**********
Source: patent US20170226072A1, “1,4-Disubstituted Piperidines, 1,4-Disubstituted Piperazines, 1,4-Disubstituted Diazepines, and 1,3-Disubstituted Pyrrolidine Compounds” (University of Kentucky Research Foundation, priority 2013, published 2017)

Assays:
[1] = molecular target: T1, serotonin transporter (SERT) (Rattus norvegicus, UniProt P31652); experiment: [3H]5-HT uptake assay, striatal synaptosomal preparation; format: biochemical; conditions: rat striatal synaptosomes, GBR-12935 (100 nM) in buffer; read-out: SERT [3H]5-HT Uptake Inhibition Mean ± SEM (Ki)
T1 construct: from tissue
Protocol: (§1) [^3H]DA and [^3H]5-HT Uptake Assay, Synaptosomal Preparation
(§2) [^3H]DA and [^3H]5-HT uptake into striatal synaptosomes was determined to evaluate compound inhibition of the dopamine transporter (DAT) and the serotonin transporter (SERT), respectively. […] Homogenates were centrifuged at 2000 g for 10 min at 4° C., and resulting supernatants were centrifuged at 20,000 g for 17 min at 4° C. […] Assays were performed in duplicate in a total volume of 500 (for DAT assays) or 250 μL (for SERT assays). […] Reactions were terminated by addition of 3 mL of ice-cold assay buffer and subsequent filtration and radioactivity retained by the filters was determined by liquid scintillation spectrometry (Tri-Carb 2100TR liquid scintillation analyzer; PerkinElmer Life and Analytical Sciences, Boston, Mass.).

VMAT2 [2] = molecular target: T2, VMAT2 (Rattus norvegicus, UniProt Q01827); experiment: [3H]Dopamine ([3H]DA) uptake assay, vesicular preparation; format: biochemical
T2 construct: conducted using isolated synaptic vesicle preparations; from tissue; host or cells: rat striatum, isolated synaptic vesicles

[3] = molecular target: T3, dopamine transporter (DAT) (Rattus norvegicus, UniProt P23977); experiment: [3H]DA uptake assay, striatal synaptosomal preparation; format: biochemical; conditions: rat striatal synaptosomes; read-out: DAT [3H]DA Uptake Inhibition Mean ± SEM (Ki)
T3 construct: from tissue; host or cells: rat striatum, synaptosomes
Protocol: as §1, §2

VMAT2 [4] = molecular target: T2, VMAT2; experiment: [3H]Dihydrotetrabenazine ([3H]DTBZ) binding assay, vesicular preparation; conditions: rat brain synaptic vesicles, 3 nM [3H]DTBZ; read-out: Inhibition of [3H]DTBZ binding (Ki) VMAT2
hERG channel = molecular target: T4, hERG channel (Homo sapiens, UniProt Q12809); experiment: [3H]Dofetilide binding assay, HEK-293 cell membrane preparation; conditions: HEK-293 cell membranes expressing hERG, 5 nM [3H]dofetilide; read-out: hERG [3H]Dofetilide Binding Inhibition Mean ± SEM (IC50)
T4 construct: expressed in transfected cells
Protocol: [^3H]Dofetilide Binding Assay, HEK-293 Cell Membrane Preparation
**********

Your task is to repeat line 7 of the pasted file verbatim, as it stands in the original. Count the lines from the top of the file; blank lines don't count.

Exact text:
VMAT2 [2] = molecular target: T2, VMAT2 (Rattus norvegicus, UniProt Q01827); experiment: [3H]Dopamine ([3H]DA) uptake assay, vesicular preparation; format: biochemical